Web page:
At the American Telemedicine Association event this week online care services provider American Well announced that the newest version of its offering would enable patients to conduct real-time video visits with physicians and other care providers via their mobile devices.
While American Well’s core customer base has always been major health plans, including WellPoint, UnitedHealth, and various Blues, the company’s CEO Dr. Roy Schoenberg says its customer base has diversified greatly in the past few years. It now counts hospital systems, physician practices, the Department of Veterans Affairs (VA), and retail pharmacy chains like Rite Aid, among its customers. Schoenberg says all of its customers will be upgrading to the new, mobile-enabled version of the platform.
“It used to be that telehealth was thought of as a healthcare system-oriented service,” Schoenberg told MobiHealthNews. “It had become a consumer oriented service. Everyone has begun to realize that online care is a service for patients.”
The 6.0 version of American Well’s Online Care system marks the company’s first foray into a consumer or patient-facing mobile app. Last year American Well launched an app for physicians and other care providers that used its system.
“The first iteration of our mobile app was a provider or physician iPhone app, which was more like an assistant since it offered PDA-like functionality. It helps physicians who were practicing via Online Care to see exactly what is going on in their online practice. It lets them see patients cuing up, see messages, see the records of those patients,” Schoenberg said.
According to Schoenberg, the new apps will be “full-blown” versions of American Well’s Online Care system, which will enable providers and patients to interact in real-time via mobile devices. While the mobile version of the service does not offer any distinct new features, it does run on the same system leveraged by the online platform — it’s just a different user interface, Schoenberg said. The mobile UI offers the same security and privacy as the web.
“The effort was not to create a new flavor of delivering care but to give you that same care over a mobile app,” Schoenberg said. Accessing the service from computers sometimes presents challenges for patients and some physicians, he said, because they have to rig up external webcams and microphones in some cases.
“All of that goes away because mobile devices by their nature — not just those made by Apple, but others, too — have done an amazing job incorporating all of these technologies into one single interface,” Schoenberg said. “If you are carrying an iPad, then you have a full blown video conferencing system at your fingertips. Consumers and physicians who have had some challenges utilizing these technologies on the web are going to find themselves in a place where this is infinitely more accessible.”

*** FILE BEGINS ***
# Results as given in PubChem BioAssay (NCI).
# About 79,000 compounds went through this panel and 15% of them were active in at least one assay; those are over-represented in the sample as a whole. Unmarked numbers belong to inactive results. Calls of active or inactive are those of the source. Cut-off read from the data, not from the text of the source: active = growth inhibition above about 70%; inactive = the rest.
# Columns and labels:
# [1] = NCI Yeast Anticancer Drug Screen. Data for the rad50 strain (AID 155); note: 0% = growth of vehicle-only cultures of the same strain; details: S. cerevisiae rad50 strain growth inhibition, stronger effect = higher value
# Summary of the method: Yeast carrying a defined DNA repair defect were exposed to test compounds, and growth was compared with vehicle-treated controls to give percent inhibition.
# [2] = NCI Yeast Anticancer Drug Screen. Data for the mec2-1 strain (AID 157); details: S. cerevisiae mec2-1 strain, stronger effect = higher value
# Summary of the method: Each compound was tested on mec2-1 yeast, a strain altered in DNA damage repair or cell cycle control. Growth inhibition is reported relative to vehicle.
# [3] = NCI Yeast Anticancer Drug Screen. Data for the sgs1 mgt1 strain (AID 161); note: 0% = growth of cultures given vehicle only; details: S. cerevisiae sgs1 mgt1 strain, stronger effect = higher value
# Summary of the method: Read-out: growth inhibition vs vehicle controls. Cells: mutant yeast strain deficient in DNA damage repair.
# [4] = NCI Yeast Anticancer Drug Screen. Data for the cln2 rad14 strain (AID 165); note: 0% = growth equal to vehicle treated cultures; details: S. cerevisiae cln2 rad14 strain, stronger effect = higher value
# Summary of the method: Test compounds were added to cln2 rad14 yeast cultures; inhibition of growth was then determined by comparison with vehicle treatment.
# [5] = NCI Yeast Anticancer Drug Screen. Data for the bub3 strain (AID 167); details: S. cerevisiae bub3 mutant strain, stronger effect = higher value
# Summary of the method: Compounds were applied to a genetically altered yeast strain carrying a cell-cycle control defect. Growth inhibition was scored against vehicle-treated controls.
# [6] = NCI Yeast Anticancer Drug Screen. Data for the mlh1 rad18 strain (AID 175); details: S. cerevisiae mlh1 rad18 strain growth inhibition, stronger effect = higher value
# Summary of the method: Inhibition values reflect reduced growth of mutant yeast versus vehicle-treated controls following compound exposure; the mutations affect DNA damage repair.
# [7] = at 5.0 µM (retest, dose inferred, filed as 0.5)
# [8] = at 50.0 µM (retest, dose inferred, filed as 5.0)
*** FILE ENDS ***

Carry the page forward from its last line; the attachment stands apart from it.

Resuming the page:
Given the recent explosion in the number of tracking tools, smartphone-enabled health devices, and other disease and chronic condition management apps, is the need for real-time video consultations with physicians still a pressing one? Video has long been the centerpiece of telehealth service offerings, and Schoenberg acknowledges that disease management has evolved somewhat in the past decade, but video still has a prominent place in the continuum of care.
“Disease management is all about changing patient’s health behaviors: Eat the right things, make sure you remember to titrate the right drugs, etc.” Schoenberg said. “Along the lines, business management began to put in computerized health risk assessments and a lot of those products are now web-based or mobile apps, but they are increasingly displacing the need to have a nurse repeatedly contacting the patient by phone to provide feedback. More and more of that surveillance and feedback is taking place through apps that are much closer to the patients.”
“When an intervention is needed, it used to be that the disease manager would tell the patient they had to go see the doctor,” Schoenberg said. “Now, telehealth steps in at that point. Seeing a doctor can now be supplanted by telehealth.”
Of course, American Well isn’t the only company that provides real-time video consults with physicians and other care providers. TelaDoc announced plans last year to offer iOS and Android apps to its providers. Hello Health, a subsidiary of Myca Health, provides online video consults between patients and physicians — especially those at employer clinics. Finally, 3G Doctor in the UK has offered mobile-based video consultations with patients in that country for a number of years.
More on the American Well launch in the press release below: Keep reading>>